“My whole life I have had this secret vice. I am addicted to fine paper and fountain pens. I cannot pass a stationary store. When I moved to Germany, fifteen odd years ago, the first place I went to was a small stationary store in Fischbach FRG. The first thing I bought in Germany was a wonderful Pelikan fountain pen. It is not the kind of vice that was acceptable in a generation that ingested vast quantities of drugs in the increasing need to escape our inner-demons and conflicts. I have always felt alone in this little secret vice, but no more.
There is something to the heft of real paper that calls out to me. The same is true of the scratching of a fountain pen over thick paper. I have just about every fountain pen currently made — except a Sailor — and all those little boxes and tins of ink cartridges. I even enjoy the feel in my hand and it moves across the texture of the paper. I love calligraphy and have always wanted to try my hand at illuminating a manuscript or even a single page. (I saw the Book of Kells as a teenager, when it first was exhibited in the United States.) The thing about writing in a Moleskine with a fountain pen is that it slows you down. It forces you to be mindful, to be aware as you write. We live in a world of constant distraction, rhetoric, and noise that tries to suck us into the maelstorm. The act of sitting down with a pen and notebook is one of defiance to modernity. (Ironic that I compose this on a computer. Trust me, the irony isn’t lost to me.)”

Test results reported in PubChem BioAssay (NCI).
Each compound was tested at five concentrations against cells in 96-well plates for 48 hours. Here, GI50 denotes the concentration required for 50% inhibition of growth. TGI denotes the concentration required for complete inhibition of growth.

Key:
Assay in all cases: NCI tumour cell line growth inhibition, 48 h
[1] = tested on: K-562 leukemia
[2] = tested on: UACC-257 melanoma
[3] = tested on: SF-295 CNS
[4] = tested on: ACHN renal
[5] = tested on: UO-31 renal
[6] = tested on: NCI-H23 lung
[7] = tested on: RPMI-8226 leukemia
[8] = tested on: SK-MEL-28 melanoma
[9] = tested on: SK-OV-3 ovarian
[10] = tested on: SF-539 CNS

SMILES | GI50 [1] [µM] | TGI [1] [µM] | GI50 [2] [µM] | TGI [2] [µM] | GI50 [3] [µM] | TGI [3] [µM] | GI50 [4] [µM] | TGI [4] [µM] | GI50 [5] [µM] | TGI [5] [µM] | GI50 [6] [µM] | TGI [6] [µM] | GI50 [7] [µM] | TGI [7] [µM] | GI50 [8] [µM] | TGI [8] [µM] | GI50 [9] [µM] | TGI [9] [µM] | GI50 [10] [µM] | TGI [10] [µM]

Boulder, Colorado, United States
Visit his blog, “Notes from the High Country”